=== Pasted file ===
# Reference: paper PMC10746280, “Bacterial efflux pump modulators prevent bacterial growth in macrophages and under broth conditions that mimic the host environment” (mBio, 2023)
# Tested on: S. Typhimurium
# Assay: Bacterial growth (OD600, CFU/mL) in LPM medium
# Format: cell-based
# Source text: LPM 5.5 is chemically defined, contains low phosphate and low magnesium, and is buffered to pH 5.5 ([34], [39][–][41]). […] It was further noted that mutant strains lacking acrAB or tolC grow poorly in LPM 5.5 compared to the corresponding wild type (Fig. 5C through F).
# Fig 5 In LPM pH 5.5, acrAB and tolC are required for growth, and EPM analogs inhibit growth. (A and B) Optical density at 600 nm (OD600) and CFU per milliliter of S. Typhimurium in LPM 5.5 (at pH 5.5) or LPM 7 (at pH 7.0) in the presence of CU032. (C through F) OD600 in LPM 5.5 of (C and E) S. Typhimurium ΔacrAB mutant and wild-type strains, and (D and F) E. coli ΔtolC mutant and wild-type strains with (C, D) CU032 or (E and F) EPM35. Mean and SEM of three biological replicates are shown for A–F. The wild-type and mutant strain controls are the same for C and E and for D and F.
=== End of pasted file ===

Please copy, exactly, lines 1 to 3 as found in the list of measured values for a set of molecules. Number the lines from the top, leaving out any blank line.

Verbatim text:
# Reference: paper PMC10746280, “Bacterial efflux pump modulators prevent bacterial growth in macrophages and under broth conditions that mimic the host environment” (mBio, 2023)
# Tested on: S. Typhimurium
# Assay: Bacterial growth (OD600, CFU/mL) in LPM medium